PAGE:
From their website: Suicide in New Zealand is considered to be a major health crisis, with Māori taitamariki (youth) featuring in disproportionate numbers as more likely to die from suicide than non-Māori youth. An OECD report noted that New Zealand has the highest rate of youth suicide in the developed countries and Māori youth are 2.5 times more likely to die from suicide. During 2012 there was a spike in the number of young people taking their own lives in Te Tai Tokerau, with an increase from 5 in 2011, to 19 in 2012.
As a result of this spike, many organisations in Te Tai Tokerau received funding to devise programmes to address this crisis, with the result being that youth suicide decreased slightly during 2013 and 2014. ‘He ara toiora’ was developed by Ngātiwai Education as a way in which to address the 2012 cluster of suicides, and take a positive focus on developing Ngātiwai-based strategies that respond to the particular needs and requirements of their taitamariki.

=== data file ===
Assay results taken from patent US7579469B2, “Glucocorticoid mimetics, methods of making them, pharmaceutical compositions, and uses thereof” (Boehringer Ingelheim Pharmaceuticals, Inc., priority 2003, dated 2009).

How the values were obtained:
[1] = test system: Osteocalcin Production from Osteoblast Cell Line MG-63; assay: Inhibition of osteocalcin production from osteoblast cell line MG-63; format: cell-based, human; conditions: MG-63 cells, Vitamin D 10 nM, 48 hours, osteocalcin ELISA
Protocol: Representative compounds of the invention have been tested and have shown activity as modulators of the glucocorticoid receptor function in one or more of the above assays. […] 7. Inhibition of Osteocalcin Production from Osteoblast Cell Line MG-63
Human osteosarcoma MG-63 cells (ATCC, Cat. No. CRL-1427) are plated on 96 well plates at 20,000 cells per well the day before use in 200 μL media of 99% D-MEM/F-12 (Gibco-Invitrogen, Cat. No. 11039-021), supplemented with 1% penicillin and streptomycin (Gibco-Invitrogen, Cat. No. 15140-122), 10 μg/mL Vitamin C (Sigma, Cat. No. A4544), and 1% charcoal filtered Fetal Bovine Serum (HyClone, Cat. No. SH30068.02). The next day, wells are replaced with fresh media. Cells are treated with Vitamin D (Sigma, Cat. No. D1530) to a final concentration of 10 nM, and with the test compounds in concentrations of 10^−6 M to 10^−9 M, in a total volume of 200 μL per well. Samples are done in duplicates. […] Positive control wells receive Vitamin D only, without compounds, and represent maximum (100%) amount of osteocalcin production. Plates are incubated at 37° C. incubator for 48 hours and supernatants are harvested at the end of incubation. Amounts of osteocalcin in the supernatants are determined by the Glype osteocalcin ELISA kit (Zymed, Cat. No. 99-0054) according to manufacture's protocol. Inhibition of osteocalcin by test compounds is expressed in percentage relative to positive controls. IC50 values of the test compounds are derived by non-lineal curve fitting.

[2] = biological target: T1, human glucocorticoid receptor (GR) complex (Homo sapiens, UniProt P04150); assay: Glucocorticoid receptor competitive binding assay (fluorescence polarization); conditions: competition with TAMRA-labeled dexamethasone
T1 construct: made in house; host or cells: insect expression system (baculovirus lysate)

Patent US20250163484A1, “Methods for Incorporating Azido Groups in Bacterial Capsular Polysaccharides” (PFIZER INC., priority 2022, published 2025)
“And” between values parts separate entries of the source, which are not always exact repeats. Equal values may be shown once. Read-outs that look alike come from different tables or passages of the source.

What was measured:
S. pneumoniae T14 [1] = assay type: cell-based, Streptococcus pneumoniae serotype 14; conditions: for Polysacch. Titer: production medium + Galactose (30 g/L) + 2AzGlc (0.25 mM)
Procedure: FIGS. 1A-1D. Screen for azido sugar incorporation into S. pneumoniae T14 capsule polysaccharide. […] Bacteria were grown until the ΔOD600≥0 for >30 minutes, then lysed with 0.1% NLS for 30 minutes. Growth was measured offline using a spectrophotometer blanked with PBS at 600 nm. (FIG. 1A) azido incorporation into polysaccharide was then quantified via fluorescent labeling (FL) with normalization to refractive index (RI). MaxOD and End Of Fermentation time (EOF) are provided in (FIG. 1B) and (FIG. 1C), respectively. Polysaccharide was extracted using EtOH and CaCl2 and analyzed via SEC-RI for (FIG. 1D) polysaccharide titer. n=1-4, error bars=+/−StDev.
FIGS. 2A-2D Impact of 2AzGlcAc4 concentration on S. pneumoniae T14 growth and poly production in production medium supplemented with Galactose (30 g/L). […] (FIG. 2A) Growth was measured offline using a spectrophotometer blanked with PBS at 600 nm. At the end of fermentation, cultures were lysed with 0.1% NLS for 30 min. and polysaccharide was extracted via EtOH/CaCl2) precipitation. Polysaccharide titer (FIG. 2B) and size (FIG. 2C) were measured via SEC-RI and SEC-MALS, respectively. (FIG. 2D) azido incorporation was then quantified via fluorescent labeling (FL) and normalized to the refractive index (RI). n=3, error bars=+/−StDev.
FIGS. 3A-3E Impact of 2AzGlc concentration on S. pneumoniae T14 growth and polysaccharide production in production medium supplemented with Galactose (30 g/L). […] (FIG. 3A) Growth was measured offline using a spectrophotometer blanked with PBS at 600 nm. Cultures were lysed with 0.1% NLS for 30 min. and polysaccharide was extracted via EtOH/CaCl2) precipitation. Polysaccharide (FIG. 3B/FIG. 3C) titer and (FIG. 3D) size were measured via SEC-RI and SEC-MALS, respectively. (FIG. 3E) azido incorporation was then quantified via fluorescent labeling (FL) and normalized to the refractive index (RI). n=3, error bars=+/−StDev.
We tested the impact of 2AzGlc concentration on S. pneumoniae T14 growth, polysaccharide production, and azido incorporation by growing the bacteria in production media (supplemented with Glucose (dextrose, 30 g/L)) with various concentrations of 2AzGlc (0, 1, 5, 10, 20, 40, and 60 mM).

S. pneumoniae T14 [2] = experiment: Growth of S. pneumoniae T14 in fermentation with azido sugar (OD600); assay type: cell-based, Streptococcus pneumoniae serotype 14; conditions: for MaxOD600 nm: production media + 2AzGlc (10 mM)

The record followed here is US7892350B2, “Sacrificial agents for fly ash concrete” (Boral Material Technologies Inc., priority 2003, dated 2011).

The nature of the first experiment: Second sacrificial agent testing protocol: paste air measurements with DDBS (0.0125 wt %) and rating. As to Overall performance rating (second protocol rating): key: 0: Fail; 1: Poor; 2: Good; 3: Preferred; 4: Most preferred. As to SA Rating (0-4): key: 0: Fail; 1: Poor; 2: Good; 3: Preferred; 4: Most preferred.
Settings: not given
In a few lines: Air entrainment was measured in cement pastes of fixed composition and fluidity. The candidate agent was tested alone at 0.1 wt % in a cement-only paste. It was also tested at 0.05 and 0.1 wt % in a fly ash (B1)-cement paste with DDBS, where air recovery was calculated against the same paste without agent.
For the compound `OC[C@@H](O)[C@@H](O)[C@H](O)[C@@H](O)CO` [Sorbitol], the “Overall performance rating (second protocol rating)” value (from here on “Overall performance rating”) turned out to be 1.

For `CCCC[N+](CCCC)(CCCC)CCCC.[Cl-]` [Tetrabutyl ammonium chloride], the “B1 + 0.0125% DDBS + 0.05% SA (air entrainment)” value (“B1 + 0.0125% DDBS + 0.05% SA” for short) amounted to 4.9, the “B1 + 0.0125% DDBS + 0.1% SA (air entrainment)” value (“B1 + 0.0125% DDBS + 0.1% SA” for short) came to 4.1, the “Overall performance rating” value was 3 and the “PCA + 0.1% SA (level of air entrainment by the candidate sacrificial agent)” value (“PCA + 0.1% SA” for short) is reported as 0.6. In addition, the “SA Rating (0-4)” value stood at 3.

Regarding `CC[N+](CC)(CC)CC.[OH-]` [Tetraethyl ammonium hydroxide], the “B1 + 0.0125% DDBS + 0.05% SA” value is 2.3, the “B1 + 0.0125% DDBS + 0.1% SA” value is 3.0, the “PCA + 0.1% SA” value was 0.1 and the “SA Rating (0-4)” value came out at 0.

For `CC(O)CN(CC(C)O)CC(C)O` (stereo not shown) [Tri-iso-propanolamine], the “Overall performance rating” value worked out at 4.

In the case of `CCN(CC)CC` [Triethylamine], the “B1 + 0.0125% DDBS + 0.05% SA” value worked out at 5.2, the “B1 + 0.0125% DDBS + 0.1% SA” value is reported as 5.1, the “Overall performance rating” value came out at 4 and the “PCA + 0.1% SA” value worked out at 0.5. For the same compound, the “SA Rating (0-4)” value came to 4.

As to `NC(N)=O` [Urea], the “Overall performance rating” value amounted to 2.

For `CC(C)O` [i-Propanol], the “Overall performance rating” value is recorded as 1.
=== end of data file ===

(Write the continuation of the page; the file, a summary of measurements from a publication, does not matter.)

The project seeks to realise the objective that ‘the tides of Ngātiwai flow with wellbeing – Kia rere ora pai ngā tai o Ngātiwai’. ‘He ara toiora’ used kaupapa Maori and performative research with marae-based wananga in which taitamariki and adults could (re)connect to marae, whenua and other aspects of Te Ao Maori. This enabled the opening of spaces where conversations about suicide and other life challenges could be safely held, in an atmosphere of respect and aroha.
Findings include ‘you just have to love them’, denoting the importance of connection and belonging while nevertheless acknowledging the difficult contexts within which many taitamariki are mired. Mauri emerged as an important framework through which to understand processes which can lead to suicide.
While suicide remains a significant issue for Maori communities, ‘He ara toiora’ offers insight to hopeful pathways for taitamariki, their whānau and communities.
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